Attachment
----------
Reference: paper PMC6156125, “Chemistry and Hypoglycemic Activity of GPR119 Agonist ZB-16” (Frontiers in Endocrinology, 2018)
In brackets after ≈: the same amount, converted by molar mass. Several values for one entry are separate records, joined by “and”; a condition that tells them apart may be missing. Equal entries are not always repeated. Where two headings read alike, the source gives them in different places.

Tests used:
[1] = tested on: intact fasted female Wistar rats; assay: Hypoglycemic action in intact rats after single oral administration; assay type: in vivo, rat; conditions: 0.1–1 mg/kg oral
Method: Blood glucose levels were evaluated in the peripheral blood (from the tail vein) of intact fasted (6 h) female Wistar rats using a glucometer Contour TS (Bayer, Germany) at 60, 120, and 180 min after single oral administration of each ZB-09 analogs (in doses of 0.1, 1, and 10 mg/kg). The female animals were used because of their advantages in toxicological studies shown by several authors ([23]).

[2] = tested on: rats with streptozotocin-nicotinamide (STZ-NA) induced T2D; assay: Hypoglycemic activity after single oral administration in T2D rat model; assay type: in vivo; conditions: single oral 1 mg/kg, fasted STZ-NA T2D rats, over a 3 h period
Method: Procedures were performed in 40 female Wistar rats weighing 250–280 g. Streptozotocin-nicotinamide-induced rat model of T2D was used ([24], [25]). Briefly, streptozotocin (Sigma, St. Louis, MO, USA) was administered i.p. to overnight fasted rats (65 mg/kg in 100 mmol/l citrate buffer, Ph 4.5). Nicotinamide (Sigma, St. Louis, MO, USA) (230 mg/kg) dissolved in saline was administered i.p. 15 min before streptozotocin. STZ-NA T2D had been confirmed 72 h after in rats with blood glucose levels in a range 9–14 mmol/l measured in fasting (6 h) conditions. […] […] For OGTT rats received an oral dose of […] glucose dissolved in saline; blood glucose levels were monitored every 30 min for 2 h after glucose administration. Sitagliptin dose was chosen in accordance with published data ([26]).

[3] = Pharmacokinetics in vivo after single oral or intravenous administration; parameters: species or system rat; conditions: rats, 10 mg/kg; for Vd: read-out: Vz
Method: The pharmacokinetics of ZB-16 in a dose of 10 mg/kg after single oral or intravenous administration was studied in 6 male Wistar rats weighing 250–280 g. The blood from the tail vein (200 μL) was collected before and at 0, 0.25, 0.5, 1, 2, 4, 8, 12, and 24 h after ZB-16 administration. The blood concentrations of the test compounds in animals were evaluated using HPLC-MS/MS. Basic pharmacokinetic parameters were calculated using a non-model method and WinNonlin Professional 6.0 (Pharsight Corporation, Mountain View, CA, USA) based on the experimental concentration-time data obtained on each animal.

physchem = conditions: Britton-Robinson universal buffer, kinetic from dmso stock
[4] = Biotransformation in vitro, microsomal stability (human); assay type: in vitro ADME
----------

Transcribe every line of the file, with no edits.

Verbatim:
Reference: paper PMC6156125, “Chemistry and Hypoglycemic Activity of GPR119 Agonist ZB-16” (Frontiers in Endocrinology, 2018)
In brackets after ≈: the same amount, converted by molar mass. Several values for one entry are separate records, joined by “and”; a condition that tells them apart may be missing. Equal entries are not always repeated. Where two headings read alike, the source gives them in different places.

Tests used:
[1] = tested on: intact fasted female Wistar rats; assay: Hypoglycemic action in intact rats after single oral administration; assay type: in vivo, rat; conditions: 0.1–1 mg/kg oral
Method: Blood glucose levels were evaluated in the peripheral blood (from the tail vein) of intact fasted (6 h) female Wistar rats using a glucometer Contour TS (Bayer, Germany) at 60, 120, and 180 min after single oral administration of each ZB-09 analogs (in doses of 0.1, 1, and 10 mg/kg). The female animals were used because of their advantages in toxicological studies shown by several authors ([23]).

[2] = tested on: rats with streptozotocin-nicotinamide (STZ-NA) induced T2D; assay: Hypoglycemic activity after single oral administration in T2D rat model; assay type: in vivo; conditions: single oral 1 mg/kg, fasted STZ-NA T2D rats, over a 3 h period
Method: Procedures were performed in 40 female Wistar rats weighing 250–280 g. Streptozotocin-nicotinamide-induced rat model of T2D was used ([24], [25]). Briefly, streptozotocin (Sigma, St. Louis, MO, USA) was administered i.p. to overnight fasted rats (65 mg/kg in 100 mmol/l citrate buffer, Ph 4.5). Nicotinamide (Sigma, St. Louis, MO, USA) (230 mg/kg) dissolved in saline was administered i.p. 15 min before streptozotocin. STZ-NA T2D had been confirmed 72 h after in rats with blood glucose levels in a range 9–14 mmol/l measured in fasting (6 h) conditions. […] […] For OGTT rats received an oral dose of […] glucose dissolved in saline; blood glucose levels were monitored every 30 min for 2 h after glucose administration. Sitagliptin dose was chosen in accordance with published data ([26]).

[3] = Pharmacokinetics in vivo after single oral or intravenous administration; parameters: species or system rat; conditions: rats, 10 mg/kg; for Vd: read-out: Vz
Method: The pharmacokinetics of ZB-16 in a dose of 10 mg/kg after single oral or intravenous administration was studied in 6 male Wistar rats weighing 250–280 g. The blood from the tail vein (200 μL) was collected before and at 0, 0.25, 0.5, 1, 2, 4, 8, 12, and 24 h after ZB-16 administration. The blood concentrations of the test compounds in animals were evaluated using HPLC-MS/MS. Basic pharmacokinetic parameters were calculated using a non-model method and WinNonlin Professional 6.0 (Pharsight Corporation, Mountain View, CA, USA) based on the experimental concentration-time data obtained on each animal.

physchem = conditions: Britton-Robinson universal buffer, kinetic from dmso stock
[4] = Biotransformation in vitro, microsomal stability (human); assay type: in vitro ADME